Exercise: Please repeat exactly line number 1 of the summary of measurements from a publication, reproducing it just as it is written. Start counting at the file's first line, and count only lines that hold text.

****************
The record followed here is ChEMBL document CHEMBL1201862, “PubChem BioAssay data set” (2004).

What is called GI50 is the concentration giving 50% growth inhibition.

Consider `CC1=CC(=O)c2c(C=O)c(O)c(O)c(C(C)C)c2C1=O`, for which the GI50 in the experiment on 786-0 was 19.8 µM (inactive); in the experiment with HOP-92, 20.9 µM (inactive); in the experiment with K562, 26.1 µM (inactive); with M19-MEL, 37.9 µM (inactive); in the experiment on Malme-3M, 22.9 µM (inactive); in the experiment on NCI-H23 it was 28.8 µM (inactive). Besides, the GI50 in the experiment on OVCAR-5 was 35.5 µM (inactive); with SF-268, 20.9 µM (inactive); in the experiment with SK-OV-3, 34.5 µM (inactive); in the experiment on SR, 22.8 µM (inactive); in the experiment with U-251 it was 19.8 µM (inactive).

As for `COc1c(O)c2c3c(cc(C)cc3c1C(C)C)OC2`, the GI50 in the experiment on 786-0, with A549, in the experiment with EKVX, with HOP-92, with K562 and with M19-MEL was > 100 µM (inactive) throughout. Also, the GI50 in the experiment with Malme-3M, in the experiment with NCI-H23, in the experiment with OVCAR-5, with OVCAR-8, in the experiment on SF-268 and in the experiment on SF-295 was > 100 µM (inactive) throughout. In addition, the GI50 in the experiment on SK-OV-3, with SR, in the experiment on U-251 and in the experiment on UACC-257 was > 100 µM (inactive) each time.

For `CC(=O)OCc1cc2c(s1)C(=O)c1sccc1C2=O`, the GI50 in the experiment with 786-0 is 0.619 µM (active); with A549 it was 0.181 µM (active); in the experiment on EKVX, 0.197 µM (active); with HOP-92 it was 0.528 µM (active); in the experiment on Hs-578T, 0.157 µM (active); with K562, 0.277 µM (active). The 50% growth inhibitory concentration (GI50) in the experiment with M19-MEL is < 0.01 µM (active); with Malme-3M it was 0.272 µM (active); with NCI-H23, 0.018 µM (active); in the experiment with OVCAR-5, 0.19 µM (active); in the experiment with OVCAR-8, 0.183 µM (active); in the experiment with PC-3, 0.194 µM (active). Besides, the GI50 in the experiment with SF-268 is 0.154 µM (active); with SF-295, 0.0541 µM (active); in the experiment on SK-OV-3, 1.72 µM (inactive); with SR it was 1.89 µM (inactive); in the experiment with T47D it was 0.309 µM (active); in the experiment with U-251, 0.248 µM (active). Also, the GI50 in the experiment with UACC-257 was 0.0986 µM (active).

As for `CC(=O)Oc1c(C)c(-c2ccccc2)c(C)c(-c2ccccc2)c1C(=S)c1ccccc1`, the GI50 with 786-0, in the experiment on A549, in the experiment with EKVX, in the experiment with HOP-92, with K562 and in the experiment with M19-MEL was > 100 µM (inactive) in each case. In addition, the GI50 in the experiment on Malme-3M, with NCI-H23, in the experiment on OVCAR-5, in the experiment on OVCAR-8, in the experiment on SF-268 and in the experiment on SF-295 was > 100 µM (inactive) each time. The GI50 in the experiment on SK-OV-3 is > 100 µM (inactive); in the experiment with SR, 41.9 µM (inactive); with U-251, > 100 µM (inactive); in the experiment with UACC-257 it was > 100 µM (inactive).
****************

The record followed here is ChEMBL document CHEMBL1201862, “PubChem BioAssay data set” (2004).